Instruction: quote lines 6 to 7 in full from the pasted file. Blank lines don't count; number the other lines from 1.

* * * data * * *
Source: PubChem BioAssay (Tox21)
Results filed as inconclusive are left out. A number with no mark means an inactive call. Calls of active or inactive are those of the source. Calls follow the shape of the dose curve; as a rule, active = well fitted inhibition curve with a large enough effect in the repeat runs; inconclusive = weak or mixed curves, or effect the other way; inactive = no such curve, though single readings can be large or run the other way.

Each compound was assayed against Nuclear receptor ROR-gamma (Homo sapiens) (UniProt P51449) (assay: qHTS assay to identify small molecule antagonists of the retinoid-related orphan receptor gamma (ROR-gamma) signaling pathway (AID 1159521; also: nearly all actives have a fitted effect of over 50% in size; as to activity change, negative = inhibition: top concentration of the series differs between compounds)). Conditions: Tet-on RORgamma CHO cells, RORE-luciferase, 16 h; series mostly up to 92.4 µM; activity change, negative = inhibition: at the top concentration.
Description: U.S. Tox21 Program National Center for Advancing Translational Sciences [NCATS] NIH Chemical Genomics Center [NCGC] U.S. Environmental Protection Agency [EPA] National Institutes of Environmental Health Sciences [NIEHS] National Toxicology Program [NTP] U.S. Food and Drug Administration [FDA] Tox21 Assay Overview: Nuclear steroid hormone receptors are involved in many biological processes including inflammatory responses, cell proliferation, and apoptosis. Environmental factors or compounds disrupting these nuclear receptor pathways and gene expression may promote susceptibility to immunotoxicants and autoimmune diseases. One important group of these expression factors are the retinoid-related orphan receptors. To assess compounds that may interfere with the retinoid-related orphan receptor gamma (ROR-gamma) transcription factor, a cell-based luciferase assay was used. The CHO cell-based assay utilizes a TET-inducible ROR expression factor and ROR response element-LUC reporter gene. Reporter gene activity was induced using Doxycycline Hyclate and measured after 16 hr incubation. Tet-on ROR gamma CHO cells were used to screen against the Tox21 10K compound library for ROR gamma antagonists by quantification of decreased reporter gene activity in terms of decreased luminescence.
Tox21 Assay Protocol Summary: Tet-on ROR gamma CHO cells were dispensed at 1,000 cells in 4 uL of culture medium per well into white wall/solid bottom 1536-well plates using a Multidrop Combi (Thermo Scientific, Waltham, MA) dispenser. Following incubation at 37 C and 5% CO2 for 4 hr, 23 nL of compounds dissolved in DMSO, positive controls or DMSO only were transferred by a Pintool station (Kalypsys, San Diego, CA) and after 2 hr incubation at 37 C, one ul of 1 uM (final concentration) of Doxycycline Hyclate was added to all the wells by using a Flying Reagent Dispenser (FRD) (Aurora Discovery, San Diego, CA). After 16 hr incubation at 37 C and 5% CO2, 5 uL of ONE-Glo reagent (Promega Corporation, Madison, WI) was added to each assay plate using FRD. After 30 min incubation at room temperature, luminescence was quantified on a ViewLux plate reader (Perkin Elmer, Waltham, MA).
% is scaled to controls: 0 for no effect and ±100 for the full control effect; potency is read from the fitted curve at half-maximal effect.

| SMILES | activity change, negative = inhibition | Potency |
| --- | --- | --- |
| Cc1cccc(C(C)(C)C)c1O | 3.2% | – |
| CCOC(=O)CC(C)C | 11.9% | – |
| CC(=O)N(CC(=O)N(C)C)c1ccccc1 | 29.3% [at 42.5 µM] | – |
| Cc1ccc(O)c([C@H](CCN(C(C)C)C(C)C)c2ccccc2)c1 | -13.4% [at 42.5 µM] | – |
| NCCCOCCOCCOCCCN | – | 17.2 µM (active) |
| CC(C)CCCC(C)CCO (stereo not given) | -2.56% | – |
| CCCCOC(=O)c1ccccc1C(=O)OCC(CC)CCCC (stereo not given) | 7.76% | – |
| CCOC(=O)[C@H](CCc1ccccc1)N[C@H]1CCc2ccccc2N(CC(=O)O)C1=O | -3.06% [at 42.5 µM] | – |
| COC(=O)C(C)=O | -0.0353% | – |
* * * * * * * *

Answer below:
% is scaled to controls: 0 for no effect and ±100 for the full control effect; potency is read from the fitted curve at half-maximal effect.

| SMILES | activity change, negative = inhibition | Potency |